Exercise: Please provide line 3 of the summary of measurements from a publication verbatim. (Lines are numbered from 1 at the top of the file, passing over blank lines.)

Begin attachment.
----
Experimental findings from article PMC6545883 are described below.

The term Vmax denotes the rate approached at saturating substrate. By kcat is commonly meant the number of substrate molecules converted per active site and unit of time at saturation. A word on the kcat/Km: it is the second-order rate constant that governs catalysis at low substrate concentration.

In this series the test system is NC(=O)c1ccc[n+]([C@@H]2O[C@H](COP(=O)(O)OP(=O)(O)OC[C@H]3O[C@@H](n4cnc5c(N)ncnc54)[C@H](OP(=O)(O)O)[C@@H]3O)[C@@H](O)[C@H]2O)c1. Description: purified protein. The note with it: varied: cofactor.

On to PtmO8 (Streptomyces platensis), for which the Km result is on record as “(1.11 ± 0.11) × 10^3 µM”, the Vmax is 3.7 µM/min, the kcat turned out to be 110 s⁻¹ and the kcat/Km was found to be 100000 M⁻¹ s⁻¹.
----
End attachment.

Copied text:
In this series the test system is NC(=O)c1ccc[n+]([C@@H]2O[C@H](COP(=O)(O)OP(=O)(O)OC[C@H]3O[C@@H](n4cnc5c(N)ncnc54)[C@H](OP(=O)(O)O)[C@@H]3O)[C@@H](O)[C@H]2O)c1. Description: purified protein. The note with it: varied: cofactor.